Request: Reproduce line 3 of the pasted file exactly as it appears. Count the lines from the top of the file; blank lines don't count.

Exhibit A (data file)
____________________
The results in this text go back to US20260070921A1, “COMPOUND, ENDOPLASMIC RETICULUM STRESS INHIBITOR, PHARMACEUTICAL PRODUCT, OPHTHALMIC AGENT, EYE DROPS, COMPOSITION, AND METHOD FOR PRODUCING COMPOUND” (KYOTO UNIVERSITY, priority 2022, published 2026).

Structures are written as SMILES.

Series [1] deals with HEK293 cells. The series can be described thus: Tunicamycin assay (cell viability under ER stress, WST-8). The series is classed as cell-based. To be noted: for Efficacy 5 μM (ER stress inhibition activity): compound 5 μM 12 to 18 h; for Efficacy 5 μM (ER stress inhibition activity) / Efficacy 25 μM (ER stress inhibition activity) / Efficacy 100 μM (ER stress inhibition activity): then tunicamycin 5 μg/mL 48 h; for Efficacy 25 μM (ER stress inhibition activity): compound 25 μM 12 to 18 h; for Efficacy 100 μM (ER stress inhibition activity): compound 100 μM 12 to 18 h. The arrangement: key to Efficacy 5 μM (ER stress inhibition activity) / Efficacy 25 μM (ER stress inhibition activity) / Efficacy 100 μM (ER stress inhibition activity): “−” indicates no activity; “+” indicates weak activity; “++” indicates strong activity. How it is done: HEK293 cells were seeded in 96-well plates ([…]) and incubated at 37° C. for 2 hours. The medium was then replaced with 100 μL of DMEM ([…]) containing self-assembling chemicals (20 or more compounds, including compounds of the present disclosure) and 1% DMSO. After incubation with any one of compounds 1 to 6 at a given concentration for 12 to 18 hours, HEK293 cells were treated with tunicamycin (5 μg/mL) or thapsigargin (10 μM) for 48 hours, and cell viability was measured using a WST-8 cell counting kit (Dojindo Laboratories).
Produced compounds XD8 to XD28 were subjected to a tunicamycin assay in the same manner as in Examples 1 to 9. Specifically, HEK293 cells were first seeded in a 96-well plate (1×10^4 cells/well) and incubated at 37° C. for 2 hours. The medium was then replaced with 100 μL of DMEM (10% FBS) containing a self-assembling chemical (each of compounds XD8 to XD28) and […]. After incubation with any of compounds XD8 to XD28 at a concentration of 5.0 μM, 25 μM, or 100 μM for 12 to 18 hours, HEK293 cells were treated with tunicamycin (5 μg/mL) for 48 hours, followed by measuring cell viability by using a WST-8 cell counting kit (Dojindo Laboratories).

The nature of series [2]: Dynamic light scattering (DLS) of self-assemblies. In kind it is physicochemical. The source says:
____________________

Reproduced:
Series [1] deals with HEK293 cells. The series can be described thus: Tunicamycin assay (cell viability under ER stress, WST-8). The series is classed as cell-based. To be noted: for Efficacy 5 μM (ER stress inhibition activity): compound 5 μM 12 to 18 h; for Efficacy 5 μM (ER stress inhibition activity) / Efficacy 25 μM (ER stress inhibition activity) / Efficacy 100 μM (ER stress inhibition activity): then tunicamycin 5 μg/mL 48 h; for Efficacy 25 μM (ER stress inhibition activity): compound 25 μM 12 to 18 h; for Efficacy 100 μM (ER stress inhibition activity): compound 100 μM 12 to 18 h. The arrangement: key to Efficacy 5 μM (ER stress inhibition activity) / Efficacy 25 μM (ER stress inhibition activity) / Efficacy 100 μM (ER stress inhibition activity): “−” indicates no activity; “+” indicates weak activity; “++” indicates strong activity. How it is done: HEK293 cells were seeded in 96-well plates ([…]) and incubated at 37° C. for 2 hours. The medium was then replaced with 100 μL of DMEM ([…]) containing self-assembling chemicals (20 or more compounds, including compounds of the present disclosure) and 1% DMSO. After incubation with any one of compounds 1 to 6 at a given concentration for 12 to 18 hours, HEK293 cells were treated with tunicamycin (5 μg/mL) or thapsigargin (10 μM) for 48 hours, and cell viability was measured using a WST-8 cell counting kit (Dojindo Laboratories).